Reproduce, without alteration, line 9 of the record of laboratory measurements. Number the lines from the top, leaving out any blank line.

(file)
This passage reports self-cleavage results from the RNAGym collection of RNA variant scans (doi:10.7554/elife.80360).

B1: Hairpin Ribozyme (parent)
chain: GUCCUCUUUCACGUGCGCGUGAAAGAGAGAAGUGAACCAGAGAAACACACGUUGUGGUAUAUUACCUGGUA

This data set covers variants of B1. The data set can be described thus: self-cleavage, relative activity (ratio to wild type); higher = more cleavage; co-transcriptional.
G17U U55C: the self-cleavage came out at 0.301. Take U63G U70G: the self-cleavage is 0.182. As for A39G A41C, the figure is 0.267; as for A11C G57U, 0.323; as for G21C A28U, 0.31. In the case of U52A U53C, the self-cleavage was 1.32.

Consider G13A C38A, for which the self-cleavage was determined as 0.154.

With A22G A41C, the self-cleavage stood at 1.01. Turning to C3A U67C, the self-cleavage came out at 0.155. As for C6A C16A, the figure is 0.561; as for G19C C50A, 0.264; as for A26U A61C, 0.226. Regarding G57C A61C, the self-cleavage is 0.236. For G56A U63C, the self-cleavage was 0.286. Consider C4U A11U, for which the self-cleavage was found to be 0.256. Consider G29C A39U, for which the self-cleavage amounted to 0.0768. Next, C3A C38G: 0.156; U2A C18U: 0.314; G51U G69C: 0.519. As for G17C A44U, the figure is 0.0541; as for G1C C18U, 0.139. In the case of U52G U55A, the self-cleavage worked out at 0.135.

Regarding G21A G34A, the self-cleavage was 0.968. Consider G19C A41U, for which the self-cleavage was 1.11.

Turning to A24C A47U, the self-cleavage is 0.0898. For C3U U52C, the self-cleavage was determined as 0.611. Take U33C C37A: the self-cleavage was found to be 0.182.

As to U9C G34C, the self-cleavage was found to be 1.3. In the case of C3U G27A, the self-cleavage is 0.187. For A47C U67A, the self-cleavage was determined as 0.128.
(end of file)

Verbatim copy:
Turning to A24C A47U, the self-cleavage is 0.0898. For C3U U52C, the self-cleavage was determined as 0.611. Take U33C C37A: the self-cleavage was found to be 0.182.